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Thromb Res. 2018 Dec 6;174:40-47. doi: 10.1016/j.thromres.2018.12.011. [Epub ahead of print]

Gut microbiota-dependent trimethylamine-N-oxide (TMAO) shows a U-shaped association with mortality but not with recurrent venous thromboembolism.

Author information

1
Center for Molecular Cardiology, Laboratory for Platelet Research, University of Zurich, Schlieren, Switzerland; Department of Internal Medicine, Cantonal Hospital of Baden, Baden, Switzerland. Electronic address: martin.reiner@gmx.at.
2
Institute of Clinical Chemistry, University Hospital Zurich, University of Zurich, Zurich, Switzerland.
3
Center for Molecular Cardiology, Laboratory for Platelet Research, University of Zurich, Schlieren, Switzerland; Department of Internal Medicine, Cantonal Hospital of Baden, Baden, Switzerland.
4
CTU Bern and Institute of Social and Preventive Medicine (ISPM), University of Bern, Bern, Switzerland.
5
Division of Internal Medicine, Lausanne University Hospital, Lausanne, Switzerland.
6
Department of General Internal Medicine, Inselspital Bern University Hospital, University of Bern, Bern, Switzerland; Institute of Primary Health Care (BIHAM), University of Bern, Bern, Switzerland.
7
Department of General Internal Medicine, Inselspital Bern University Hospital, University of Bern, Bern, Switzerland.
8
Service and Central Laboratory of Hematology, Lausanne University Hospital, Lausanne, Switzerland.
9
Department of Cardiology, University Heart Center, University Hospital Zurich, Zurich, Switzerland; Center for Molecular Cardiology, University of Zurich, Schlieren, Switzerland.
10
Center for Molecular Cardiology, University of Zurich, Schlieren, Switzerland; Royal Brompton and Harefield Hospital Trust and Imperial College, London, United Kingdom.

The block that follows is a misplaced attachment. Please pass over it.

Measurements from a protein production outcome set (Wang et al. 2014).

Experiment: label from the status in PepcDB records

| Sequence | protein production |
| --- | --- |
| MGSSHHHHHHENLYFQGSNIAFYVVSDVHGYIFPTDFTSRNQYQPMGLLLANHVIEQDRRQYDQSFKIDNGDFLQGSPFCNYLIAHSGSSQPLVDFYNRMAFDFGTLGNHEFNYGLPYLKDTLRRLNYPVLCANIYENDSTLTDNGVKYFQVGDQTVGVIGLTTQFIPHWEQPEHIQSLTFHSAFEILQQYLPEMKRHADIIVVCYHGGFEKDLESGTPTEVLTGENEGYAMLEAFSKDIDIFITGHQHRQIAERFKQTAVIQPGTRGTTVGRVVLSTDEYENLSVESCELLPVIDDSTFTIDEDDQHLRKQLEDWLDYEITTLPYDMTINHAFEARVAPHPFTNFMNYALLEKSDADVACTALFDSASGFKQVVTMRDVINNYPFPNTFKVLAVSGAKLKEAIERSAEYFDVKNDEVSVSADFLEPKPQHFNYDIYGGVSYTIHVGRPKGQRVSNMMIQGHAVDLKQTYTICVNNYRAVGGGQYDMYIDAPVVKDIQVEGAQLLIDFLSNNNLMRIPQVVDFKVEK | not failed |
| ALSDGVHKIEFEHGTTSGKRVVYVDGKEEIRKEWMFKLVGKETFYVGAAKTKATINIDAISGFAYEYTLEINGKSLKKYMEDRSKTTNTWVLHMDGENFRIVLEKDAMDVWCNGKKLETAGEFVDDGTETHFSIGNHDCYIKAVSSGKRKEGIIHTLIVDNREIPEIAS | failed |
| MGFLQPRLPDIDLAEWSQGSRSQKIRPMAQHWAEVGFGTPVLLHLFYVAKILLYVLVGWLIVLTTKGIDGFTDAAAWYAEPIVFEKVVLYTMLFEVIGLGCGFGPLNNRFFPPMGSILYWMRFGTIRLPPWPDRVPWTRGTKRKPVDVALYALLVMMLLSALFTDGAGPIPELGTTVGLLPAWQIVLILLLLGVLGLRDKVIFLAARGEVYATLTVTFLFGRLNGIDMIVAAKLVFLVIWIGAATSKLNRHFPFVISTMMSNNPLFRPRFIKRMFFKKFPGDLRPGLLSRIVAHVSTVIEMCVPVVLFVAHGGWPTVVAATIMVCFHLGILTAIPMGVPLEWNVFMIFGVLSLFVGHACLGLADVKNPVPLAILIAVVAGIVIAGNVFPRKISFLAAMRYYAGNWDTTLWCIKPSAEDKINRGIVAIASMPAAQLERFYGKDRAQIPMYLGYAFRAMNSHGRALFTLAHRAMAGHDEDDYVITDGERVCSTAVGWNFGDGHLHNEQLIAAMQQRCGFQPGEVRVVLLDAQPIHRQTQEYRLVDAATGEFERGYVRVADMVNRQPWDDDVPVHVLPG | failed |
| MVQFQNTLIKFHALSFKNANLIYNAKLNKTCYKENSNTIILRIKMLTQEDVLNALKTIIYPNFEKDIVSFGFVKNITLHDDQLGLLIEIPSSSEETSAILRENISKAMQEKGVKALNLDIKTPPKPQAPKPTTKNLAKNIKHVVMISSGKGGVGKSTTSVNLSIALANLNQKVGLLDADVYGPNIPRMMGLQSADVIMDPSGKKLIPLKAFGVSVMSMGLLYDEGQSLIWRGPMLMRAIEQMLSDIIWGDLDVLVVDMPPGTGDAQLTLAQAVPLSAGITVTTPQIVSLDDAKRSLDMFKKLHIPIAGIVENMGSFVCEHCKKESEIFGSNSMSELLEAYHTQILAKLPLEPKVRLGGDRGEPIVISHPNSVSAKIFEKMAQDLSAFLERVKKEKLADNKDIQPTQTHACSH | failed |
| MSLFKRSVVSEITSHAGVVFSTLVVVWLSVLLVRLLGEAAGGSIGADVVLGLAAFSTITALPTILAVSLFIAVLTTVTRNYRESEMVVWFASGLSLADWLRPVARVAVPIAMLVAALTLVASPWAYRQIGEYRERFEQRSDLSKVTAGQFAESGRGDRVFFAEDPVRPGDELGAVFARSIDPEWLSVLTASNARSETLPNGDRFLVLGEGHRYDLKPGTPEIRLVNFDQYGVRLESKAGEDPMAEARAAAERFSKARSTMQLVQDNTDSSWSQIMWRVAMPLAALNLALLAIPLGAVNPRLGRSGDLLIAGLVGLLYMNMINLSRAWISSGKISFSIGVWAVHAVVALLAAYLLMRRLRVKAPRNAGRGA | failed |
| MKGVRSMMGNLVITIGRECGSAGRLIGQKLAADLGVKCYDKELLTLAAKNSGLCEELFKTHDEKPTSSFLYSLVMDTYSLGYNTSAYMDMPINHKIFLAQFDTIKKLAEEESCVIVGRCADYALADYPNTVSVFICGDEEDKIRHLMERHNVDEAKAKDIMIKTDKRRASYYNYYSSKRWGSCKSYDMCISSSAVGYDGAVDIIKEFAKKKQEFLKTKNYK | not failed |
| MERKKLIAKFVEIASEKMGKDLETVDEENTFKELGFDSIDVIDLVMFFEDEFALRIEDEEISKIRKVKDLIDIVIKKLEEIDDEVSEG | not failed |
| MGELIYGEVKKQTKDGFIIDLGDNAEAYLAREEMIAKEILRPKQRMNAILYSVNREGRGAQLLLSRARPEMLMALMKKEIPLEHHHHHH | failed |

11
Center for Molecular Cardiology, University of Zurich, Schlieren, Switzerland.
12
Center for Molecular Cardiology, Laboratory for Platelet Research, University of Zurich, Schlieren, Switzerland; Department of Internal Medicine, Cantonal Hospital of Baden, Baden, Switzerland. Electronic address: hansjuerg.beer@ksb.ch.

Abstract

INTRODUCTION:

Gut microbiota-dependent trimethylamine-N-oxide (TMAO) correlates with arterial thrombotic events including myocardial infarction and stroke, and mortality. However, the association of TMAO with recurrent venous thromboembolism (VTE) and mortality remains unknown.

METHODS:

TMAO plasma levels were assessed by high performance liquid chromatography in 859 patients aged ≥65 years with acute VTE and categorized into low (<2.28 μmol/L), medium (2.28-6.57 μmol/L), and high levels (>6.57 μmol/L) based on the 25th and 75th percentile. Associations of TMAO with recurrent VTE, major or non-major bleeding, and mortality were investigated.

RESULTS:

During a mean follow-up of 28 months, 106 patients developed recurrent VTE, 259 had major or non-major bleeding events, and 179 patients died. The risk of recurrent VTE did not differ significantly between patients with low, medium (adjusted subhazard ratio [SHR], 1.38; 95% confidence interval [CI], 0.81 to 2.36; p = 0.232) and high TMAO levels (SHR, 1.44; 95% CI, 0.80 to 2.58, p = 0.221). Compared with low TMAO levels, the adjusted hazard ratio [HR] for mortality was 0.68 (95% CI, 0.47 to 0.98, p = 0.039) in patients with medium TMAO levels and 1.02 (95% CI, 0.68 to 1.52, p = 0.922) in patients with high TMAO levels. Fractional polynomial Cox-regression confirmed a U-shaped association (adjusted p = 0.045), with the lowest mortality risk in patients with TMAO around 4 μmol/L. TMAO was not associated with major or non-major bleeding.

CONCLUSION:

TMAO showed a U-shaped association with mortality in elderly patients with acute VTE and was not associated with recurrent VTE and major or non-major bleeding.

KEYWORDS:

Bleeding; Deep vein thrombosis; Pulmonary embolism; Recurrent venous thromboembolism; Trimethylamine-N-oxide

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